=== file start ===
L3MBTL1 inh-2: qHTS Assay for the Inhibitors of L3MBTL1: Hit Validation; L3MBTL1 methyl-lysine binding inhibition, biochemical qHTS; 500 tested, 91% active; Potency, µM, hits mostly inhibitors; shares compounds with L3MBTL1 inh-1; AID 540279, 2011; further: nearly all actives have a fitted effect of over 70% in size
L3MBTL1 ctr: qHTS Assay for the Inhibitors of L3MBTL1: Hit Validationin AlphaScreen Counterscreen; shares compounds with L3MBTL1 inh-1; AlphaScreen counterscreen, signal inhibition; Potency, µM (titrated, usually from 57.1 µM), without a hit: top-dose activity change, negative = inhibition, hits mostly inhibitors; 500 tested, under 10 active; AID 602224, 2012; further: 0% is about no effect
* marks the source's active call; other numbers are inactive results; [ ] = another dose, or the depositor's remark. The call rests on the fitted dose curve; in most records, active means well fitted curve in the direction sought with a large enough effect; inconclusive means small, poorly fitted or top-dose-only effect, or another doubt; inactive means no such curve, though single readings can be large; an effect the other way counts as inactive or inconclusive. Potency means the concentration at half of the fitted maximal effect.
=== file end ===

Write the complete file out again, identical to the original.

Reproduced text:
L3MBTL1 inh-2: qHTS Assay for the Inhibitors of L3MBTL1: Hit Validation; L3MBTL1 methyl-lysine binding inhibition, biochemical qHTS; 500 tested, 91% active; Potency, µM, hits mostly inhibitors; shares compounds with L3MBTL1 inh-1; AID 540279, 2011; further: nearly all actives have a fitted effect of over 70% in size
L3MBTL1 ctr: qHTS Assay for the Inhibitors of L3MBTL1: Hit Validationin AlphaScreen Counterscreen; shares compounds with L3MBTL1 inh-1; AlphaScreen counterscreen, signal inhibition; Potency, µM (titrated, usually from 57.1 µM), without a hit: top-dose activity change, negative = inhibition, hits mostly inhibitors; 500 tested, under 10 active; AID 602224, 2012; further: 0% is about no effect
* marks the source's active call; other numbers are inactive results; [ ] = another dose, or the depositor's remark. The call rests on the fitted dose curve; in most records, active means well fitted curve in the direction sought with a large enough effect; inconclusive means small, poorly fitted or top-dose-only effect, or another doubt; inactive means no such curve, though single readings can be large; an effect the other way counts as inactive or inconclusive. Potency means the concentration at half of the fitted maximal effect.